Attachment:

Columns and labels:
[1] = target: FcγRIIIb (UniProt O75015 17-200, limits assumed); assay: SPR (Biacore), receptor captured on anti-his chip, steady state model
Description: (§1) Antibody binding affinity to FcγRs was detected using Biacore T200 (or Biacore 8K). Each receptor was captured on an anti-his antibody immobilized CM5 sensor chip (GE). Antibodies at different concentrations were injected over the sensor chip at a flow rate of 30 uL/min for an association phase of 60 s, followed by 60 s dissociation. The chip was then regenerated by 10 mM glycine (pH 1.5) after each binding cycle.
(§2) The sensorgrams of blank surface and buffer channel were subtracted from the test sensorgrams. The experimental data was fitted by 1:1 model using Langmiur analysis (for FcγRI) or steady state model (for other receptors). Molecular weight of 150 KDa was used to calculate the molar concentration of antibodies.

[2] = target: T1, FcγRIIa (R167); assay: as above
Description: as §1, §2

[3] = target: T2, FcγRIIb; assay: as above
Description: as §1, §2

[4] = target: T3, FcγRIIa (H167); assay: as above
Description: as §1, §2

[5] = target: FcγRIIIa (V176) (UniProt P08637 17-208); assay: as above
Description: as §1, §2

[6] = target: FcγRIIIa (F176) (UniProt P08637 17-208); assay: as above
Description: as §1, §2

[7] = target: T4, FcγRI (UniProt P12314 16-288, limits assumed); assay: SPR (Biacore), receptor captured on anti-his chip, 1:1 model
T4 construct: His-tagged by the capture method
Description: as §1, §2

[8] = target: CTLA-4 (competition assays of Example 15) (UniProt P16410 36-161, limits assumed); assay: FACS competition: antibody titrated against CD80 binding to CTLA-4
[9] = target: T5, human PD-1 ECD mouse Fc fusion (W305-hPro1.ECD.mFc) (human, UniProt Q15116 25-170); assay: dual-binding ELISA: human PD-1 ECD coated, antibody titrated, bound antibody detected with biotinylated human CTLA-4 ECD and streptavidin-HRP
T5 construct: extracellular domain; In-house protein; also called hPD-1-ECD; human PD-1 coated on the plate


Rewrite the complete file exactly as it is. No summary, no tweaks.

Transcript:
Columns and labels:
[1] = target: FcγRIIIb (UniProt O75015 17-200, limits assumed); assay: SPR (Biacore), receptor captured on anti-his chip, steady state model
Description: (§1) Antibody binding affinity to FcγRs was detected using Biacore T200 (or Biacore 8K). Each receptor was captured on an anti-his antibody immobilized CM5 sensor chip (GE). Antibodies at different concentrations were injected over the sensor chip at a flow rate of 30 uL/min for an association phase of 60 s, followed by 60 s dissociation. The chip was then regenerated by 10 mM glycine (pH 1.5) after each binding cycle.
(§2) The sensorgrams of blank surface and buffer channel were subtracted from the test sensorgrams. The experimental data was fitted by 1:1 model using Langmiur analysis (for FcγRI) or steady state model (for other receptors). Molecular weight of 150 KDa was used to calculate the molar concentration of antibodies.

[2] = target: T1, FcγRIIa (R167); assay: as above
Description: as §1, §2

[3] = target: T2, FcγRIIb; assay: as above
Description: as §1, §2

[4] = target: T3, FcγRIIa (H167); assay: as above
Description: as §1, §2

[5] = target: FcγRIIIa (V176) (UniProt P08637 17-208); assay: as above
Description: as §1, §2

[6] = target: FcγRIIIa (F176) (UniProt P08637 17-208); assay: as above
Description: as §1, §2

[7] = target: T4, FcγRI (UniProt P12314 16-288, limits assumed); assay: SPR (Biacore), receptor captured on anti-his chip, 1:1 model
T4 construct: His-tagged by the capture method
Description: as §1, §2

[8] = target: CTLA-4 (competition assays of Example 15) (UniProt P16410 36-161, limits assumed); assay: FACS competition: antibody titrated against CD80 binding to CTLA-4
[9] = target: T5, human PD-1 ECD mouse Fc fusion (W305-hPro1.ECD.mFc) (human, UniProt Q15116 25-170); assay: dual-binding ELISA: human PD-1 ECD coated, antibody titrated, bound antibody detected with biotinylated human CTLA-4 ECD and streptavidin-HRP
T5 construct: extracellular domain; In-house protein; also called hPD-1-ECD; human PD-1 coated on the plate